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Packing your backpack wrong could mean all-day discomfort and instability on the trails, not to mention frustration and futile rummaging. Here are five principles for perfect pack packing…

1 Make a list

Make a list and you’ll neither forget an essential that could ruin your trip, nor carry around something heavy that you don’t need. Build up a list of lists for different durations of trip and activities and you’ll save loads of time. Smartphone apps like Packing Pro for Apple devices and PackMeApp Packing List for Android are handy. Once you’ve got your list, lay all your stuff out on the floor so you can check it off as you put it in your pack.

 

2 Bottom up!

Most packs are top-loading, which makes the bottom of the bag hard to reach and find stuff. That’s why once-a-day items like your sleeping bag go in first, along with anything you need for sleep, such as long-johns, an air pillow, or inflatable mattress if it packs up nice and tight. Some packs have a separate compartment at the bottom, which can be used instead of a stuff sack.

 

3 Balancing act

The goal is to create a pack that rests easily on your waist, that can be controlled by your upper body to move where and when you do. This means that the heaviest items in the pack should neither be too low – where they will make the pack feel like it is sagging, nor too high where they will make the pack feel ‘tippy’ and risk unbalancing you. Put things like a stove, food, water and cooking fuel in the centre of the pack closest to your spine, upright with the tops firmly on!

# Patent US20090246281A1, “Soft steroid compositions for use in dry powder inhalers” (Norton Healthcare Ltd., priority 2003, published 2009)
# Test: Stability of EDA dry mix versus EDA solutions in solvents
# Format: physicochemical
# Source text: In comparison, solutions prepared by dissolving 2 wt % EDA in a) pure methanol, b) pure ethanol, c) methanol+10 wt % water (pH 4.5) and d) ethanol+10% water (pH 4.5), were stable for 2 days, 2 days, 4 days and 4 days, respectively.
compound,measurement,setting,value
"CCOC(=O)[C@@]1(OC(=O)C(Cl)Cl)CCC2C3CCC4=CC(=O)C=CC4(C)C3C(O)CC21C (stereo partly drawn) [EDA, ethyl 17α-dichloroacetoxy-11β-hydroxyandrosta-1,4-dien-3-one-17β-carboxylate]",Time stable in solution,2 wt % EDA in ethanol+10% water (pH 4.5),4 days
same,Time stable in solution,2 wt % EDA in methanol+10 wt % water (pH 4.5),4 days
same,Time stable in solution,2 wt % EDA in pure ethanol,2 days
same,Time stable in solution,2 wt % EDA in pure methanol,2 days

4 Pack and pad

For comfort and stability you don’t want your pack moving around on you or stuff moving around in it. Insulation layers and rain jackets can make great packing padding to stop these heavy items shifting around. Use compression straps inside and out to hold your gear in place too. To the same end fill all available voids to make the load more compact and stable – cooking pots, mugs and shoes are classic voids that can be filled. Light, bulky or awkward water-proof things like sleeping mats and walking poles can be strapped to the outside.

 

5 Easy access

Leave the top of your bag and any peripheral pockets for gear that you need constant or quick access to. This includes things like your GPS, maps, sunscreen, bug repellent, first-aid kit, head torch, sunglasses, snacks, rain gear (including a rain cover for the pack itself) and loo paper. If you’re hyper organised you can compartmentalise your gear without actual compartments by using stuff sacks and bags like those from Eagle Creek’s Pack-It range.